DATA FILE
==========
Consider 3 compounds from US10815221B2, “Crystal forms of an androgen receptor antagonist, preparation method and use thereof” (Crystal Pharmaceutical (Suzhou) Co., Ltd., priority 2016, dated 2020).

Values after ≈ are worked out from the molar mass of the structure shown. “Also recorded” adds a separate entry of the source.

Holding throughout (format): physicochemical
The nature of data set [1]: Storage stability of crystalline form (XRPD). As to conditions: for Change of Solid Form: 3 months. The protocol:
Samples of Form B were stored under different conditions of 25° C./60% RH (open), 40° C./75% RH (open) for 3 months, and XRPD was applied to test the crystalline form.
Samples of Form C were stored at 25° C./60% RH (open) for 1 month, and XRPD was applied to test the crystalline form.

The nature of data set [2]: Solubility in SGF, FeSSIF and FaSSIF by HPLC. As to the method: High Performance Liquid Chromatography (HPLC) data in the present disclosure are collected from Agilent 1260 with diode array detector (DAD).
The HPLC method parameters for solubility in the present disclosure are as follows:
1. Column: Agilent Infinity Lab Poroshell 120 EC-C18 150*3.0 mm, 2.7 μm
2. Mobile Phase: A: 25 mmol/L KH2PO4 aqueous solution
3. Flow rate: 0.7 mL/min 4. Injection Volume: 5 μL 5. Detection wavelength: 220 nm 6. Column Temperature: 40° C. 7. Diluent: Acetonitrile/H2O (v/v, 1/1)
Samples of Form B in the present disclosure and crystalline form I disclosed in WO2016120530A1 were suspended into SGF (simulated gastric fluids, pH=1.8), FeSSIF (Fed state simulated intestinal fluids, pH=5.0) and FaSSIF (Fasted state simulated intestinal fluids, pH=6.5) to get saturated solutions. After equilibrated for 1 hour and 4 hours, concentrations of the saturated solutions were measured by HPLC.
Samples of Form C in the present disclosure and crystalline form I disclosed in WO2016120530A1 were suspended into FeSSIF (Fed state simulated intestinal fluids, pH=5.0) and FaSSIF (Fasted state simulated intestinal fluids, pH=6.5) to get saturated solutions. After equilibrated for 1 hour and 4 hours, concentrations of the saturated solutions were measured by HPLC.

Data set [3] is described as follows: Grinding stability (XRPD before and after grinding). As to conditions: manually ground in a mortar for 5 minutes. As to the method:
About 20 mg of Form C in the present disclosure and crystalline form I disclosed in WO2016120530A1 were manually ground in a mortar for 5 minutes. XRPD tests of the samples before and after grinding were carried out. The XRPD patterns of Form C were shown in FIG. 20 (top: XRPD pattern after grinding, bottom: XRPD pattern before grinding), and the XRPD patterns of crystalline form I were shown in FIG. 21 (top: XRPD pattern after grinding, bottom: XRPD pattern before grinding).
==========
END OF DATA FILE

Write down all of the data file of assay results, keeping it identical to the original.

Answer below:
Consider 3 compounds from US10815221B2, “Crystal forms of an androgen receptor antagonist, preparation method and use thereof” (Crystal Pharmaceutical (Suzhou) Co., Ltd., priority 2016, dated 2020).

Values after ≈ are worked out from the molar mass of the structure shown. “Also recorded” adds a separate entry of the source.

Holding throughout (format): physicochemical
The nature of data set [1]: Storage stability of crystalline form (XRPD). As to conditions: for Change of Solid Form: 3 months. The protocol:
Samples of Form B were stored under different conditions of 25° C./60% RH (open), 40° C./75% RH (open) for 3 months, and XRPD was applied to test the crystalline form.
Samples of Form C were stored at 25° C./60% RH (open) for 1 month, and XRPD was applied to test the crystalline form.

The nature of data set [2]: Solubility in SGF, FeSSIF and FaSSIF by HPLC. As to the method: High Performance Liquid Chromatography (HPLC) data in the present disclosure are collected from Agilent 1260 with diode array detector (DAD).
The HPLC method parameters for solubility in the present disclosure are as follows:
1. Column: Agilent Infinity Lab Poroshell 120 EC-C18 150*3.0 mm, 2.7 μm
2. Mobile Phase: A: 25 mmol/L KH2PO4 aqueous solution
3. Flow rate: 0.7 mL/min 4. Injection Volume: 5 μL 5. Detection wavelength: 220 nm 6. Column Temperature: 40° C. 7. Diluent: Acetonitrile/H2O (v/v, 1/1)
Samples of Form B in the present disclosure and crystalline form I disclosed in WO2016120530A1 were suspended into SGF (simulated gastric fluids, pH=1.8), FeSSIF (Fed state simulated intestinal fluids, pH=5.0) and FaSSIF (Fasted state simulated intestinal fluids, pH=6.5) to get saturated solutions. After equilibrated for 1 hour and 4 hours, concentrations of the saturated solutions were measured by HPLC.
Samples of Form C in the present disclosure and crystalline form I disclosed in WO2016120530A1 were suspended into FeSSIF (Fed state simulated intestinal fluids, pH=5.0) and FaSSIF (Fasted state simulated intestinal fluids, pH=6.5) to get saturated solutions. After equilibrated for 1 hour and 4 hours, concentrations of the saturated solutions were measured by HPLC.

Data set [3] is described as follows: Grinding stability (XRPD before and after grinding). As to conditions: manually ground in a mortar for 5 minutes. As to the method:
About 20 mg of Form C in the present disclosure and crystalline form I disclosed in WO2016120530A1 were manually ground in a mortar for 5 minutes. XRPD tests of the samples before and after grinding were carried out. The XRPD patterns of Form C were shown in FIG. 20 (top: XRPD pattern after grinding, bottom: XRPD pattern before grinding), and the XRPD patterns of crystalline form I were shown in FIG. 21 (top: XRPD pattern after grinding, bottom: XRPD pattern before grinding).